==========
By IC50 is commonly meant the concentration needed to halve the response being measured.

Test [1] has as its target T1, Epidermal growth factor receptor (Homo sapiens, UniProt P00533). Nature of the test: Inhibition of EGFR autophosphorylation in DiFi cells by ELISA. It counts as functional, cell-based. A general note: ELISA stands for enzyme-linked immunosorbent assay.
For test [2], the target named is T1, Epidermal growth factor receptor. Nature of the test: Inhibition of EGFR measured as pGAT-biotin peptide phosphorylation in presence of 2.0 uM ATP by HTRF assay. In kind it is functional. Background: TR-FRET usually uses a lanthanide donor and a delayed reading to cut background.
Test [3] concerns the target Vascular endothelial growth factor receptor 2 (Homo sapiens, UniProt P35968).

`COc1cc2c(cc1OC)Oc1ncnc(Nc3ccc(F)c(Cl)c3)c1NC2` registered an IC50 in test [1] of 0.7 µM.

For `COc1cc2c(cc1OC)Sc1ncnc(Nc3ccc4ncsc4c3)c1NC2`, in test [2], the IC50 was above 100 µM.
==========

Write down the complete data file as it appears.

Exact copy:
By IC50 is commonly meant the concentration needed to halve the response being measured.

Test [1] has as its target T1, Epidermal growth factor receptor (Homo sapiens, UniProt P00533). Nature of the test: Inhibition of EGFR autophosphorylation in DiFi cells by ELISA. It counts as functional, cell-based. A general note: ELISA stands for enzyme-linked immunosorbent assay.
For test [2], the target named is T1, Epidermal growth factor receptor. Nature of the test: Inhibition of EGFR measured as pGAT-biotin peptide phosphorylation in presence of 2.0 uM ATP by HTRF assay. In kind it is functional. Background: TR-FRET usually uses a lanthanide donor and a delayed reading to cut background.
Test [3] concerns the target Vascular endothelial growth factor receptor 2 (Homo sapiens, UniProt P35968).

`COc1cc2c(cc1OC)Oc1ncnc(Nc3ccc(F)c(Cl)c3)c1NC2` registered an IC50 in test [1] of 0.7 µM.

For `COc1cc2c(cc1OC)Sc1ncnc(Nc3ccc4ncsc4c3)c1NC2`, in test [2], the IC50 was above 100 µM.